by Jonathan Medows, CPAforfreelancers.com
We’re deep into tax season. If you haven’t already filed, it’s time to get your act together and get organized. Gathering your records, filling in an electronic or paper tax organizer, and pulling together all of your official documents will make tax time much easier for you.
What documents will you need?
Some of the most common records used when preparing tax returns are partnership or corporate returns, income reporting documents such as W-2s and 1099s, and Schedule K-1s, which show income you’ve received from partnerships and trusts.
If you prepare an annual income statement or company balance sheet for your freelance business, pull those out. You’ll also want receipts for any fixed assets you’ve purchased in 2013 that relate to your business. And if you have children in college, make sure you get their tuition statements, called 1098-Ts. They can be used to take tax credits for qualified education expenses.
As a freelancer, you probably made quarterly self-employment tax payments in 2013. If so, make sure you have a record of the amounts you paid and on what dates. Self-employed individuals also often pay for their own health insurance or have student loan interest, both of which may be deductible.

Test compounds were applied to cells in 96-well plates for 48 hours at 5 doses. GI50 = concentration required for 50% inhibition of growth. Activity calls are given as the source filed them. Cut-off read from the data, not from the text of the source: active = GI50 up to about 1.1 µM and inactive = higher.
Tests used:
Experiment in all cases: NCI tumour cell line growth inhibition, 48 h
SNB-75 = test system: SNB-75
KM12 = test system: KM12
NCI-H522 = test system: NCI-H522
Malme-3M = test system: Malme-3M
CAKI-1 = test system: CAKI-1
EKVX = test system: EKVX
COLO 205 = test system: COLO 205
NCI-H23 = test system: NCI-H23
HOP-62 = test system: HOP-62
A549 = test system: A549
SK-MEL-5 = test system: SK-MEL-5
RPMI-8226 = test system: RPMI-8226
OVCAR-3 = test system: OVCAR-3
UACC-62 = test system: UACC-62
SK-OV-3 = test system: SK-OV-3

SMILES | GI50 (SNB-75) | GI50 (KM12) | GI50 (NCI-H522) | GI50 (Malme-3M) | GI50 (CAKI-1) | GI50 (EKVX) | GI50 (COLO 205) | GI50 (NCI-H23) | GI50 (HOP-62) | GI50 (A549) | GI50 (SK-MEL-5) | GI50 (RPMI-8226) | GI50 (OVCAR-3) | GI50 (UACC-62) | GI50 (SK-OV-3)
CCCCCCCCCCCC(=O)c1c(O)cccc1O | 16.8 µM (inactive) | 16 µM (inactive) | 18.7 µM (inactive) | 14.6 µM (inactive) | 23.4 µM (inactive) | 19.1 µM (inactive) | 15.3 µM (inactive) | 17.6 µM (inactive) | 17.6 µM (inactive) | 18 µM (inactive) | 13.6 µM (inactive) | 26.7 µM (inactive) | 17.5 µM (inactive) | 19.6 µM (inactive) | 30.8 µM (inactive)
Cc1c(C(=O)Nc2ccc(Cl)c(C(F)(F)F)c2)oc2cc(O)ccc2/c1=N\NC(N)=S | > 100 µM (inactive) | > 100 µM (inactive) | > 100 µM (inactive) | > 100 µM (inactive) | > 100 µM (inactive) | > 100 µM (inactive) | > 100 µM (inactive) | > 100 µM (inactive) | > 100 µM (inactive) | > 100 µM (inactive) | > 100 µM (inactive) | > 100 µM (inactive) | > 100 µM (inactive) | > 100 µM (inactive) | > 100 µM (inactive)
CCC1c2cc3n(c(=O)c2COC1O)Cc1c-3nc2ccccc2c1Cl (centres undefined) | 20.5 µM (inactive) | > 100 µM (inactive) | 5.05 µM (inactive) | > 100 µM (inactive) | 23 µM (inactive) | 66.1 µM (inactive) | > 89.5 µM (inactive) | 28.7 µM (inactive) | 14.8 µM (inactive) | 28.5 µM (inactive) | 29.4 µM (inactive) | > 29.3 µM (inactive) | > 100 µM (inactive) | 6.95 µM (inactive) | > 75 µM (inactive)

The IRS has a handy checklist on its website, http://www.irs.com/articles/tax-preparation-checklist, which may remind you of things you wouldn’t immediately think of, such as property loss, mortgage interest, and charitable contribution records.
Tips to Always Stay on Top of Your Taxes
*Do some number-crunching ahead of time. *Whether you do your own taxes (not a good use of time for most freelancers, especially those who bill by the hour) or have an appointment set up with your CPA or tax-preparer, it’s wise to do some number-crunching ahead of time. Turning over a shoebox full of receipts and paying a professional to sort through them and add them up is going to cost a fortune and be a poor use of everyone’s time.
*Take advantage of technology. *If you’re not already using a software package to track your income and expenses on a weekly or at least a monthly basis, it won’t help you for the 2013 tax year. But make a plan right now to get some kind of electronic system in place for 2014. Investigate some of the free and low-cost options that can be downloaded from places like GnuCash, http://www.gnucash.org.
*Make time for record-keeping. *Devote a few minutes at regular intervals to keep your records up to date. It’ll save a load of time next year at tax time, and put you ahead of the game in terms of organization. Maybe you’ll even be one of those early birds in 2014.
Jonathan Medows is a New York City based CPA who specializes in taxes and business issues for freelancers across the country. He has a resource section with how-to articles specifically for the self-employed at his website, www.cpaforfreelancers.com.